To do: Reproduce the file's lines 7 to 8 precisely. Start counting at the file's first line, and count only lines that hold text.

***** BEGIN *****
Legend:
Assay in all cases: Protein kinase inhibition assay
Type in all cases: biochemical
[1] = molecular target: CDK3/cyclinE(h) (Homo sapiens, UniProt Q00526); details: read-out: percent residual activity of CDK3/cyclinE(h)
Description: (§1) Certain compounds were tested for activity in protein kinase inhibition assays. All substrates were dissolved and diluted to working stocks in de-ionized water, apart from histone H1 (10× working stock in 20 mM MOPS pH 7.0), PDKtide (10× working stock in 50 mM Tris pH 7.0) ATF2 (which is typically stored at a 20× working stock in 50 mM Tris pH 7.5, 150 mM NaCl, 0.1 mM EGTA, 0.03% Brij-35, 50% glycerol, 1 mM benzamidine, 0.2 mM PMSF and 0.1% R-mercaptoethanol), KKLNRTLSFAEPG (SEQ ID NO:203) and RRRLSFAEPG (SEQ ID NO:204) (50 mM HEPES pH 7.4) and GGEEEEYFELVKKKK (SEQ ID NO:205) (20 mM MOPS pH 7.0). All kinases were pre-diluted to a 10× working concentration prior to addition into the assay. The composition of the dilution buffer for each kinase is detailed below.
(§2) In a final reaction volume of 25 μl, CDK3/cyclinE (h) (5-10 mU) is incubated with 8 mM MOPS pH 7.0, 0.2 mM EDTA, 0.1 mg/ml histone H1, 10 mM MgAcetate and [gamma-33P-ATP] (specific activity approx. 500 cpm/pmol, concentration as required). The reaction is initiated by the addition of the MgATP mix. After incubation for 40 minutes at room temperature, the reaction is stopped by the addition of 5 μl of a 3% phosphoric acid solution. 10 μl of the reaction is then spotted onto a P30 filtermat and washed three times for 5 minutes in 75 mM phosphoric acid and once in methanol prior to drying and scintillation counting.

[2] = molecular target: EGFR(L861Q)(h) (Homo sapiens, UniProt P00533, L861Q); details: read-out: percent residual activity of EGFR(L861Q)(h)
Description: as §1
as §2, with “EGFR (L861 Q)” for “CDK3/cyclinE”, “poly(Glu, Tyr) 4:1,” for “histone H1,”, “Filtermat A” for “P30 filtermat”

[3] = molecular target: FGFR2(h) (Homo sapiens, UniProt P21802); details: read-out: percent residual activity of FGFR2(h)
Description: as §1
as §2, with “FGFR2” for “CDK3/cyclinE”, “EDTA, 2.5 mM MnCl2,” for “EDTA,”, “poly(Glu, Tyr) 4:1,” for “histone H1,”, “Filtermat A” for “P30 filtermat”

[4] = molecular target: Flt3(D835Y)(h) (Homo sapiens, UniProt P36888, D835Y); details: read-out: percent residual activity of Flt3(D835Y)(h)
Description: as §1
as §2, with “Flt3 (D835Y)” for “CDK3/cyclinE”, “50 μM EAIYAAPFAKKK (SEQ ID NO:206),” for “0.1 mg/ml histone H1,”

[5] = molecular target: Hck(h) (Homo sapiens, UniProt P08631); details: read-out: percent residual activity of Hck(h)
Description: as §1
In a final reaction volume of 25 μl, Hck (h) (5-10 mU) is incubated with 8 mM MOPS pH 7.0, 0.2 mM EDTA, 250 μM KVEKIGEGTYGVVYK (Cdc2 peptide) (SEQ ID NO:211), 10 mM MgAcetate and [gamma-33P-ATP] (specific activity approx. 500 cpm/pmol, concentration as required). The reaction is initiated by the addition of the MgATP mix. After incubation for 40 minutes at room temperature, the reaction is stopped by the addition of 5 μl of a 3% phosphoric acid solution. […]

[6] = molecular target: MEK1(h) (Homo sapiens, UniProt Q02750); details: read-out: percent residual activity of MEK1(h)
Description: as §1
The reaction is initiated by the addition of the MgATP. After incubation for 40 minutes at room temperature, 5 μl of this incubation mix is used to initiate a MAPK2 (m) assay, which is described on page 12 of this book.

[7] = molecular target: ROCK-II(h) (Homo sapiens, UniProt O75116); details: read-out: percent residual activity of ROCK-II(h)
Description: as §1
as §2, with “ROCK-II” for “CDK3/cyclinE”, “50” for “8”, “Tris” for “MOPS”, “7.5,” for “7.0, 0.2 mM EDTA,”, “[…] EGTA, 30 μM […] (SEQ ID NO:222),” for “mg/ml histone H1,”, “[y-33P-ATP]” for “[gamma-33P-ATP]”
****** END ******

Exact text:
[2] = molecular target: EGFR(L861Q)(h) (Homo sapiens, UniProt P00533, L861Q); details: read-out: percent residual activity of EGFR(L861Q)(h)
Description: as §1